SUNDAY TRIBUNE: 23 NOVEMBER 2003
Of mice and men
NOT a great week for Michaels. Two in particular. They're both all-singing, all-dancing larger-than-life entertainment giants, and have now fallen on hard times.
Mickey Mouse and Michael Jackson have a lot in common with one other. Okay so one is a cartoon character but the other is not far off. Both were thrust on to the world stage at a very young age and both were hugely popular throughout their careers. Now they're both on the ropes.
While Jackson's troubles may be blamed on the loss of his childhood, spare a thought for poor Mouse, who was performing from the day he was born, which was 75 years ago last week. And it wasn't a birthday he will want to remember fondly.
Mickey is down in the dumps. A fallen star with only his memories for comfort. Instead of enjoying his birthday, he is faced with the fact that he's about as popular as a weekend in Guantanamo Bay. No one gives a Donald Duck about Mickey any more.
It wasn't always like this. For most of his life Mickey was one of the world's best-known and most-loved characters. He dominated the television and movie screens for generations.
A colossus in America, no national parade or celebration was worth its name without Mickey's presence. He and his wife were Kennedyesque. They presided over their own Camelot with Minnie as the first lady of Toon USA. The couple were impervious to rumour and innuendo about the status of their marriage.
And Mickey's fame wasn't limited to the US. He conquered the world. Many, many things were named after him such was his fame. It started with watches, but it wasn't long before football teams, currencies and even economies were being named in his honour. Including our own, lest we forget.
Of all his achievements, however, there is one that should give him the most satisfaction. He has transformed the image of mice everywhere and in turn saved millions of their lives. Killing a mouse was like killing Mickey himself and children were overjoyed that mice would be set free in the countryside like Rover or Whiskers.
Mickey brought mice way up in the animal rankings. Even recently, no less than Jeremy Paxman declared: "The early bird may catch the worm, but the second mouse gets the cheese".
But how did Mickey Mouse end up in this dark hole? Well he was probably far too trusting and innocent for his own good. He never had a bad word or thought about anyone and so had misplaced confidence in those around him.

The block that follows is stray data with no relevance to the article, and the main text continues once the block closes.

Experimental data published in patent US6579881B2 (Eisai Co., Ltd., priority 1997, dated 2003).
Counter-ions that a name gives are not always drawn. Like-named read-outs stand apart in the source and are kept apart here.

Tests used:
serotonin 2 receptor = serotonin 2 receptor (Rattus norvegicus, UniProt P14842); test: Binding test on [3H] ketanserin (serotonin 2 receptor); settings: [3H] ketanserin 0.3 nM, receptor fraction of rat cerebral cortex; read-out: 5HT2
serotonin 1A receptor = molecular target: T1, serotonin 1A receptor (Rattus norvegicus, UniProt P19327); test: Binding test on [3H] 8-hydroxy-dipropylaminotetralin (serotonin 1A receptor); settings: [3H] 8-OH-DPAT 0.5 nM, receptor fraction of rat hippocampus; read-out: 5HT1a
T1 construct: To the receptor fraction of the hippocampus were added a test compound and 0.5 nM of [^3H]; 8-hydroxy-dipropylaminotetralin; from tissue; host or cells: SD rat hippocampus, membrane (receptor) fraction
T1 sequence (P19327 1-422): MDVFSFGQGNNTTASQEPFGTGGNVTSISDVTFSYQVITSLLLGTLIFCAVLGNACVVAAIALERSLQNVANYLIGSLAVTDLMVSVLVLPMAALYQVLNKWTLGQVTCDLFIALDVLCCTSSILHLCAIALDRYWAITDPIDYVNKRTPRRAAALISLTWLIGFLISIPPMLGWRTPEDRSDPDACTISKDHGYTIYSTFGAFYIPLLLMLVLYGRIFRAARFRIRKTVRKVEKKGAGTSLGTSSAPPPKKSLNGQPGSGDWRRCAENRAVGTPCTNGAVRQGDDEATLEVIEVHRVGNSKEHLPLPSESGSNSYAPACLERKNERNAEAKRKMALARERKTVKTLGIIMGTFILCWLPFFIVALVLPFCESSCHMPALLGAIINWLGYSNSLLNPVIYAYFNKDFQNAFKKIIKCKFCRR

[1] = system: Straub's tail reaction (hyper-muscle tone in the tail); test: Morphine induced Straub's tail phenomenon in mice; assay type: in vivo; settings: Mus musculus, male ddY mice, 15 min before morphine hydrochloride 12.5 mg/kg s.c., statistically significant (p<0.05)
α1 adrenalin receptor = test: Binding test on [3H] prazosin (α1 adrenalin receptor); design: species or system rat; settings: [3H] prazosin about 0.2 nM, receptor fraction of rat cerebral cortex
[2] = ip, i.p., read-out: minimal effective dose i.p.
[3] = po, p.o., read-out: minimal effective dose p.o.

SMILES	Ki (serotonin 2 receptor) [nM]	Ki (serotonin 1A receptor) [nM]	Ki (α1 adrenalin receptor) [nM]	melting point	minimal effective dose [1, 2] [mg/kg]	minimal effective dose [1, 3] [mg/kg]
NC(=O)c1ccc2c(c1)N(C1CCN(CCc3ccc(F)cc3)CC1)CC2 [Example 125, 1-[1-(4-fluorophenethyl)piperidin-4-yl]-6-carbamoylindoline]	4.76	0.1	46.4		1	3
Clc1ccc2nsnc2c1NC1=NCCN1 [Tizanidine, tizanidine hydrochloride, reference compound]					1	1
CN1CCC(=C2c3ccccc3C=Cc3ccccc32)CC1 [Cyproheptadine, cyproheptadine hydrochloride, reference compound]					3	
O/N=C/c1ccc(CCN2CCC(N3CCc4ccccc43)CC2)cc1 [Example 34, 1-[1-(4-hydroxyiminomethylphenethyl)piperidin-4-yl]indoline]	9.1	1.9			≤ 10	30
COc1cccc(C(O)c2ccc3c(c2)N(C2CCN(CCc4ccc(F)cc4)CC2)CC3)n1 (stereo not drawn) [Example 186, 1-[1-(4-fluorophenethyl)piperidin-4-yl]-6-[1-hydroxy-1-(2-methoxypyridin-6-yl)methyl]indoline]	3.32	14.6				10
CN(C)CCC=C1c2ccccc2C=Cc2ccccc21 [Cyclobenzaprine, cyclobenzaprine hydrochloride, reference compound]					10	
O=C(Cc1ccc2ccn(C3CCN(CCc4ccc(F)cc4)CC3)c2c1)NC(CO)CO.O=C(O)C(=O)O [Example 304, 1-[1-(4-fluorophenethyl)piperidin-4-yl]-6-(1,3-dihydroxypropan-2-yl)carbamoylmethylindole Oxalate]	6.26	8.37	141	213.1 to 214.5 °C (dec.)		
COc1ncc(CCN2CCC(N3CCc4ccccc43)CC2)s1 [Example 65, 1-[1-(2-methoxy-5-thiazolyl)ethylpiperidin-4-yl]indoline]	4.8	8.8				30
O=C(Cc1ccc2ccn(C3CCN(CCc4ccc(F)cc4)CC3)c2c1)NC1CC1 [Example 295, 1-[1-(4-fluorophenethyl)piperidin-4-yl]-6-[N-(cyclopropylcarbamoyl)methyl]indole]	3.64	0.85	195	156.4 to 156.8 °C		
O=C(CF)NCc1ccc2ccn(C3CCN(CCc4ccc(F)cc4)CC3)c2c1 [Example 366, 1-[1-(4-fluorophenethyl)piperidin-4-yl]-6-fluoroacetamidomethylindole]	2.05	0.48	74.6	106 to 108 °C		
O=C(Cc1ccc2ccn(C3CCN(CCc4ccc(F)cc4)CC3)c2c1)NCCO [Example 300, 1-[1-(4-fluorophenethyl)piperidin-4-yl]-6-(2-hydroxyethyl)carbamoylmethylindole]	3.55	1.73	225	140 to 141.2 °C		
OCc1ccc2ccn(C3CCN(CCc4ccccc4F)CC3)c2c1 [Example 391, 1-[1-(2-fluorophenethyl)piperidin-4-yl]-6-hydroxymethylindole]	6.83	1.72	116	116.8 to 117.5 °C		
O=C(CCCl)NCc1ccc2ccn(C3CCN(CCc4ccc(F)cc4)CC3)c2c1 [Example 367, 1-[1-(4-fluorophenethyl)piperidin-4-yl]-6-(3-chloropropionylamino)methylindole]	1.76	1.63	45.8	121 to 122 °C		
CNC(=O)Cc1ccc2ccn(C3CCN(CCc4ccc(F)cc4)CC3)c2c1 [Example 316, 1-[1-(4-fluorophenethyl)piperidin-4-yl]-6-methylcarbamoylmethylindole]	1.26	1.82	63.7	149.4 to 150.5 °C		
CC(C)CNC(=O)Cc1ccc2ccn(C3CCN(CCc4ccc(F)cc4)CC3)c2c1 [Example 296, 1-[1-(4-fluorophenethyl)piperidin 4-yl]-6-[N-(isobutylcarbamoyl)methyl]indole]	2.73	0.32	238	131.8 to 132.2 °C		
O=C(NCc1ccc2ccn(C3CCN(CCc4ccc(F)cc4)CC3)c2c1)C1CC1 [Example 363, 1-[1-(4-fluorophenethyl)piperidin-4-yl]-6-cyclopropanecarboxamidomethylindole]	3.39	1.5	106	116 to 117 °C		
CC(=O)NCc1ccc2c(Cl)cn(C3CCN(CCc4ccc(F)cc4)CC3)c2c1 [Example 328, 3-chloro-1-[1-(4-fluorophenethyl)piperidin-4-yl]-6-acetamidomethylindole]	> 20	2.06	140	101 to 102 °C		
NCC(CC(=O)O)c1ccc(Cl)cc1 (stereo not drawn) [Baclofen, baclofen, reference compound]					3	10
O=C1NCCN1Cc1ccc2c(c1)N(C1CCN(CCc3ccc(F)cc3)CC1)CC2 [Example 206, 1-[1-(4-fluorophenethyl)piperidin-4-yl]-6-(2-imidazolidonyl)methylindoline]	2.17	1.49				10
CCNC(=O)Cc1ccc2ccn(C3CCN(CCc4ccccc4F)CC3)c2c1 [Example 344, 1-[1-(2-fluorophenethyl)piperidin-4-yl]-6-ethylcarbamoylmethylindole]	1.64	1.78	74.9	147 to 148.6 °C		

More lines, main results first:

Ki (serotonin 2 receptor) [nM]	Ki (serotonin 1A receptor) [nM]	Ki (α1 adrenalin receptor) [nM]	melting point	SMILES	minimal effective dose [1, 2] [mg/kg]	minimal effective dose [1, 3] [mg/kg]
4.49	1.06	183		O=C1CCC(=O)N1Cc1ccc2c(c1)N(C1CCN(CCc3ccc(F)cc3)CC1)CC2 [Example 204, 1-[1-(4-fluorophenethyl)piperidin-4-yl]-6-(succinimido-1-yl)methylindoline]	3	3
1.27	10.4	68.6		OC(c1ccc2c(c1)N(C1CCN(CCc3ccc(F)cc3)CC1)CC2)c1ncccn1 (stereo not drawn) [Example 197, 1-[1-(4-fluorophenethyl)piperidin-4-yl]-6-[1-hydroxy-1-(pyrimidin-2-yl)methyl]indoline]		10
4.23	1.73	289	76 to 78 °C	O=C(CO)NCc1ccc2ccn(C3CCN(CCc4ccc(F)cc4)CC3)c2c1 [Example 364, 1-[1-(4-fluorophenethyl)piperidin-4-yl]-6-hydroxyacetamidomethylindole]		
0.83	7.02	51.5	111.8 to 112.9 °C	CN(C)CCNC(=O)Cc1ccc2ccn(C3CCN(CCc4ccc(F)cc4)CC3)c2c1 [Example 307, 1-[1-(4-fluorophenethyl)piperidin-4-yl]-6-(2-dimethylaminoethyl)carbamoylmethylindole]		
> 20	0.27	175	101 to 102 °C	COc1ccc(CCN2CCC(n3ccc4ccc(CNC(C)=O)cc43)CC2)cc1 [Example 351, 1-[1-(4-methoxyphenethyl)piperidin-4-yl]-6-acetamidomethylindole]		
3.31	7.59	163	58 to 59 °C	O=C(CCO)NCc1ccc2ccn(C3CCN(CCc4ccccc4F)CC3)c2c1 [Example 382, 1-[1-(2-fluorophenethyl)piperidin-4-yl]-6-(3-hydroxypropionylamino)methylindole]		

His creation was based on a Buster Keaton character called Steamboat Bill Jr , which in turn was based on an even earlier vaudeville routine. With the release of Steamboat Willie, Mickey came alive in 1928. Such 'borrowing' from others was considered creative, imaginative and artistic at that time, but it wasn't long before Mickey's minders did away with all that.
Keeping Mickey (plus Minnie and their dog Pluto) chained to eternal copyright  has displayed his master's political funding prowess. All this has been the cheese in the trap for poor Mickey.
Without those copyright extensions, by now he would have become a citizen of the public domain, his rightful home. Free to go anywhere he wanted to, say anything he wanted to and hang around with anyone he wanted to.
He would have belonged to children and them to him. Alas, he was brainwashed into clinging on to what he had and protecting his master's empire. He wouldn't change or be changed, or let the generations draw him anew.
It's too late now for the poor creature. His copyright has been extended to 2023, but by then Bart Simpson will probably be governor of California and open season on mice will be in full swing. What a shame. What a waste of a career.
Still, it's not all doom and gloom and there is hope yet. He's got his health and doesn't need the money. He has still got all his own colour. No face lifts, no nose jobs, no Botox required. He's still a young man and could reasonably expect to live to a decent age of 200 or so.
But not like this, cut off from the worlds' children by an outdated and uninnovative copyright trap. Mickey needs to be free and not just with every box of cornflakes.
He could go into business. Maybe in Ireland, where he did have a distant cousin with his own TV show. He should come visit and check out our economy. It might still be to his liking.
Perhaps a seat on a company board might take his fancy and a suitable one springs immediately to mind. Eircom loves mice and used one for years in all its big and successful advertising campaigns.
I've no doubt he'd be very happy to lend his name and support.
 Info on origins of Mickey Mouse from the Big Cartoon Database.
 In depth analysis of copyright extensions in the US from Findlaw.com.